We have added a few images below to illustrate the various stages of the stroke. Diagrams like this are hard to find so if you have found one better...please share!  These diagrams are from "A Paddler's Guide to Outrigger Canoeing" 2007.  The diagram on ENTRY (or set -up) isn't you will see in the videos below, we want you to enter the water where you can fully bury the blade.  We don't want you to over reach.  Nonetheless, the comment on 'clean' entry is spot on!
Johnny Puakea and Danny Ching Paddling Clinic Videos
These were uploaded back in 2010 but it's all still very relevant today!  Not the greatest quality but worth watching.
Part 1 - Putting the blade in the water (discussion on how to get your blade on a forward angle and buried.  When you bend your arms and use your arm muscles, you no longer have leverage.  Use leverage instead of muscle!)
Part 2 - The pull and exit (Efficiency: the more muscles you use and the bigger muscles you use, the better.  Drive up and with your legs and get your whole body to fire together.  It's like pole vaulting! You will kill the boat if you go back too far - the power phase is finished once your elbow gets to your torso)

Part 3 - Rotation (conditioning takes time but better technique will make you move faster immediately!  Use your lats and hips to reach - if you aren't going to use your legs, leave them on the beach!  When you rotate, your hips start to move - roll your weight on the front foot to initiate the drive from the leg)

Part 4 - Breaking your arms (be aware of your top hand - don't let it come forward when you set the blade and move to your power phase.  "Break" (ie bend) your bottom arm when you are done with your power phase - until then it is relatively straight)
A few more perspectives from Danny Ching!
Danny Ching is a top outrigger and SUP paddler from California.  Here is a link to one of his coaching clinics Danny Ching at Beachboys. This is where I got my "spear the fish" phrase from!  Also some good tips on how to put your weight on the blade and how to use your legs.
Tips from Sean Monohan - Women's Coach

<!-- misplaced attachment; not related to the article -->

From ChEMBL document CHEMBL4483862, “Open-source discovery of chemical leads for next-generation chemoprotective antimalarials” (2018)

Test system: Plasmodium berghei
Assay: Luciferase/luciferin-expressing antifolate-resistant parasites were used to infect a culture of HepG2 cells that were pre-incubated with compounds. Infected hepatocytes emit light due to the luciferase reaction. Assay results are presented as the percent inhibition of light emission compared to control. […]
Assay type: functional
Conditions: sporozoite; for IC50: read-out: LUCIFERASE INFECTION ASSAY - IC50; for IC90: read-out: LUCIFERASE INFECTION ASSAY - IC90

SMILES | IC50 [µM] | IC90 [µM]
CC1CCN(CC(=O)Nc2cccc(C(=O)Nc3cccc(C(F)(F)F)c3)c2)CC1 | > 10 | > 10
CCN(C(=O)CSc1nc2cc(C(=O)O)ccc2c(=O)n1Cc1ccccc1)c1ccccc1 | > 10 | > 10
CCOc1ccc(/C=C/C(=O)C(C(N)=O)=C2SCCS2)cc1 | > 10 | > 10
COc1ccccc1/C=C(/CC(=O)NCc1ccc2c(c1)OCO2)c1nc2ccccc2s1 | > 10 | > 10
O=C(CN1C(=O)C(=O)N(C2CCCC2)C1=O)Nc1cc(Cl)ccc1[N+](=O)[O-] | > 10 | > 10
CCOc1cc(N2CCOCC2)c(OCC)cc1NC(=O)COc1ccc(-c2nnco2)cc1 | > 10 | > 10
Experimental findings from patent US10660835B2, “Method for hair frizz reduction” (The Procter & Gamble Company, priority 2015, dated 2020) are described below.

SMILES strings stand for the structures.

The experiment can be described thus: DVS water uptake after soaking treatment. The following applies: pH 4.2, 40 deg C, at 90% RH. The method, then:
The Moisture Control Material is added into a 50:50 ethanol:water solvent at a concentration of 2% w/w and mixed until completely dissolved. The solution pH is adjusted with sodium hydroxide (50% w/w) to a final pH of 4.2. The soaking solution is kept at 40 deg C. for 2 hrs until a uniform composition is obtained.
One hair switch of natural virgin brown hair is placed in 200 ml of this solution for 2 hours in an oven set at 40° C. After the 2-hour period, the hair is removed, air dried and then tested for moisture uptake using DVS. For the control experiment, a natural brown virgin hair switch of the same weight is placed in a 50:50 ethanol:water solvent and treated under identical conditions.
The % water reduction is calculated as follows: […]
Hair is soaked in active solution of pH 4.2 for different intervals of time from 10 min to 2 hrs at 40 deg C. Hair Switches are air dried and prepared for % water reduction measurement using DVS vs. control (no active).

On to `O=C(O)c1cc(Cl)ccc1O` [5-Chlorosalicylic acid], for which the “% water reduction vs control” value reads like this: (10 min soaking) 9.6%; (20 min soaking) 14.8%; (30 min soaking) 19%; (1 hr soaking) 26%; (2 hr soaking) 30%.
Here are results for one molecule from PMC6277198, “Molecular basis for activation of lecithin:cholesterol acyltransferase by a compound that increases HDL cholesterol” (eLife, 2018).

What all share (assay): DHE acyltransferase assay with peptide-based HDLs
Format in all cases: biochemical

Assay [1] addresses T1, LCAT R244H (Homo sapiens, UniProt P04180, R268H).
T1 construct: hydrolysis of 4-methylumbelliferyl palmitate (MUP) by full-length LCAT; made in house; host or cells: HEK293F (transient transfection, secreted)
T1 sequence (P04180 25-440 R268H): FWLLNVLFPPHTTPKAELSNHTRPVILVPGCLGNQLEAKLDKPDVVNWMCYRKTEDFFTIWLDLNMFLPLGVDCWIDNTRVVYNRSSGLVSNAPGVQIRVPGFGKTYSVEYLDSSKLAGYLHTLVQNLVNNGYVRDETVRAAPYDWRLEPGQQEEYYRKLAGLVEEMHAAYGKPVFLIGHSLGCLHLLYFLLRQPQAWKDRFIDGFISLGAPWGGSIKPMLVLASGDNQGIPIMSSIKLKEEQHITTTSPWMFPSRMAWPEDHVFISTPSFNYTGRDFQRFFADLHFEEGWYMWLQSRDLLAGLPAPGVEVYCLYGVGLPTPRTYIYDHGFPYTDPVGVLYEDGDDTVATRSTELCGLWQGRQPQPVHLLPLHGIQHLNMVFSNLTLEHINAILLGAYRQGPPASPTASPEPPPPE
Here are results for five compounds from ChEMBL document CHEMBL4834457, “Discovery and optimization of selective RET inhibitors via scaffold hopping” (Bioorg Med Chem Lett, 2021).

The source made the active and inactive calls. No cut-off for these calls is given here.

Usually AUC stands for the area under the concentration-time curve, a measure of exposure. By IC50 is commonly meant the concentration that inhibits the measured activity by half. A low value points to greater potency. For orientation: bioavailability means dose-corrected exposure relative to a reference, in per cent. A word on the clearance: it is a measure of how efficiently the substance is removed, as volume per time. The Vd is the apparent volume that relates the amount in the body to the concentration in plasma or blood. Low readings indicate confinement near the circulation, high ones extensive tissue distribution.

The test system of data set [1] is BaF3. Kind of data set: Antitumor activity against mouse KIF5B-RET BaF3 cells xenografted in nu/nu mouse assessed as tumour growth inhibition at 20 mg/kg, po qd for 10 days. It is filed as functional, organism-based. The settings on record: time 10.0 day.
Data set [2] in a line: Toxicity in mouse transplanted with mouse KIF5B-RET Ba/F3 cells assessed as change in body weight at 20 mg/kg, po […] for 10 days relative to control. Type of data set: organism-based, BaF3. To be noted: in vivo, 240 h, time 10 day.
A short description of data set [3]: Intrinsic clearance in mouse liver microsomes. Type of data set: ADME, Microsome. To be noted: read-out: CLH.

Sean Monohan coached the women's crew from Waikiki Beach Boys to two Na Wahine O Ke Kai wins.  In this video, Sean shares a few tips on how to get the most out of your paddling technique and identifies what works against the canoe. 
Shell Va'a at Molokai 2015

I have added a few photos below to show you what the world's best looks like!  Heads are up, bodies are rotating, bottom hands are low, blades are deep...what else can you notice?  
Stroke rate and using your gears
Larry Cain is a Canadian Olympian who now paddles SUPs.  He has written a blog on adjusting your stroke rate to match the conditions.  While stroke rate is the responsibility of seat 1, everyone in the boat needs to know about the load on your blade and how to adapt your stroke depending on the conditions.  This is where paddling becomes more of an art than a science; you need to read the water and feel the canoe to know when to make your stroke short and quick and when you can lengthen it out.   

Here an an excerpt below.  It's not Gospel, just something you all need to be aware of and think about.  The full article can be found here.
Just like mountain bike racers will use different gears for different terrain and conditions, advanced paddlers are able to adjust their connection on any given stroke to find what amounts to different gears. They can grab and hold more water behind their blade thus increasing connection or they can lessen their connection and lighten their stroke.

Given the relationship between connection and stroke rate this means they can paddle reasonably efficiently through a range of stroke rates. In effect they have a wide range of gears they can use (just like the bicycle racer) to optimize their effort at any given point, or for any situation, in a race. While it is true that even advanced paddlers have a favorite gear (mine is slightly on the heavier connection, slower stroke side), their ability to use a variety of gears allows them to be versatile and use the best gear possible for the circumstances they are paddling in.